The aides expect O'Malley to say he is inclined to run but to remain somewhat circumspect about his intentions. Were he to tell them outright that he plans to enter the race, he could trigger a 15-day window that would require him to file candidacy papers before May 30.
An email alerting O'Malley supporters to Thursday night's call promised "an important update on his imminent 2016 plans." People familiar with the planning said several locations within Baltimore have been under consideration for the May 30 event.
The announcement of an apparent announcement date comes amid several other activities that strongly suggest O’Malley is moving forward with a longshot bid for the Democratic nomination that would pit him against overwhelming favorite Hillary Rodham Clinton. Vermont Sen. Bernie Sanders (I-Vt.) has also entered the primary race, and former Rhode Island governor and senator Lincoln Chafee and former Virginia Sen. James Webb are considering it.
O'Malley spent Wednesday in New Hampshire, the nation's first presidential primary state. He looked very much like a candidate during stops at a diner in Manchester and a house party here. The house party drew about 50 people, many of whom were seeing O’Malley for the first time.
At several points, O'Malley, who is trying to position himself as a more progressive, forward-looking alternative to Clinton, told reporters and party activists that they could expect a decision about his plans "very, very shortly."
“I believe that there’s plenty of room for a more open conversation,” he said when asked about the contest for the Democratic nomination.
O’Malley’s choice of Baltimore as the location for his May 30 announcement is not without risk, especially given recent demonstrations and unrest linked to the arrest and death of 25-year-old Freddie Gray. O’Malley, who spent seven years as Baltimore's mayor, has faced renewed criticism of his “zero tolerance” policing policies since the death of Gray, who was severely injured while in police custody.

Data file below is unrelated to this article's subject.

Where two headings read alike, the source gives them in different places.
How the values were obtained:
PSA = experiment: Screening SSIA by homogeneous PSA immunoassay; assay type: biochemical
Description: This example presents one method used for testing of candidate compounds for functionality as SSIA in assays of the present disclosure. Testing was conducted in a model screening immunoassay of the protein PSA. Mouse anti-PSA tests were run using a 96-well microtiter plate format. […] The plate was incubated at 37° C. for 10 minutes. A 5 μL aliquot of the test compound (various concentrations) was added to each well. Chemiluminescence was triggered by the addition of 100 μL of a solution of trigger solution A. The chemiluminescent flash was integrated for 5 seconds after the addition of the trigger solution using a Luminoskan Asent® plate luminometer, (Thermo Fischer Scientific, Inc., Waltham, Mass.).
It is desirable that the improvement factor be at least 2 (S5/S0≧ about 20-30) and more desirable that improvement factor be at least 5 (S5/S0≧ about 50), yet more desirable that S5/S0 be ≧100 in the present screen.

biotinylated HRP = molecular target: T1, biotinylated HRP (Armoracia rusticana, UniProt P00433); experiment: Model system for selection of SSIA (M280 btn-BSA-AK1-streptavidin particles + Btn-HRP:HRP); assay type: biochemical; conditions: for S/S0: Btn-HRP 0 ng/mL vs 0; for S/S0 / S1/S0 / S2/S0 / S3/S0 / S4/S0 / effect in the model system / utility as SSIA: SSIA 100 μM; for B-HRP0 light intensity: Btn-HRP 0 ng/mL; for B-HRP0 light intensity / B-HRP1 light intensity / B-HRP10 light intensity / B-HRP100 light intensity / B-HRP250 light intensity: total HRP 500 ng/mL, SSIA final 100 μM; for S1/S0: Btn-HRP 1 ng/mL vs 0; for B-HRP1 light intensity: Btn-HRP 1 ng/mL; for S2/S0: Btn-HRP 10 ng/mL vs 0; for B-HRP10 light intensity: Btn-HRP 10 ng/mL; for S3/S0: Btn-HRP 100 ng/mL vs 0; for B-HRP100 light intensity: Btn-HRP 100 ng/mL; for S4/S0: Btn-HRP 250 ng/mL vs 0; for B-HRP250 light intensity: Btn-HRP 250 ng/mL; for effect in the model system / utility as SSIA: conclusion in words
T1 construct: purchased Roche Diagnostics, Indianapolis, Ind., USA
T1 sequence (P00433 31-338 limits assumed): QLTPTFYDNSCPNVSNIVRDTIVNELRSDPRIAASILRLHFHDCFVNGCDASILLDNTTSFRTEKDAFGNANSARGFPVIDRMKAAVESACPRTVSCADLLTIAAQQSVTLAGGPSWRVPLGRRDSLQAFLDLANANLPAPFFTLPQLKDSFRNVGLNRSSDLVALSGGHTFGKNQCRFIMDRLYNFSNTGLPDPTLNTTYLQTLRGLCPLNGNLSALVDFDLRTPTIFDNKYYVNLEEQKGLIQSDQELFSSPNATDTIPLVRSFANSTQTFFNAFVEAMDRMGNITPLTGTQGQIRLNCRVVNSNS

As he visited New Hampshire on Wednesday, O’Malley defended his policies, which were credited for reducing violent crime, and said the country needs to invest more heavily in its cities, which he said policymakers from both parties have neglected for years.
O’Malley was trailed Wednesday by media consultant Jimmy Siegel and his camera crew. Siegel, who did work for Clinton’s presidential campaign in the 2008 cycle, previously produced a campaign-style video for O’Malley that has been used to introduce him to Democratic audiences around the country. Siegel would not say whether he will have a formal role with O’Malley going forward.
Other recent O’Malley activities are also consistent with a coming campaign launch. On Monday, he gathered in New York with about 30 progressive activists, academics and MSNBC contributors and hosts.
On Tuesday, close to 50 supporters and friends met with O’Malley at the Baltimore-area home of a long-time backer, according to aides. Attendees included several former staffers from his time as Maryland governor and Baltimore mayor.
In coming days, aides said, O’Malley is also planning to attend get-togethers in Montgomery and Prince George’s counties, which border Washington and are Maryland’s two largest Democratic jurisdictions. Aides said Montgomery County Executive Isiah Leggett (D) is hosting the Montgomery event, while Yvette Lewis, a former Maryland Democratic Party chairwoman, will host the Prince George’s gathering.
Aides said that O’Malley’s political action committee has also been staffing up in recent weeks. Last week, the PAC announced the hiring of Karine Jean-Pierre, a former aide to President Obama, as O’Malley’s national political director. O’Malley has also added two more members to his press staff.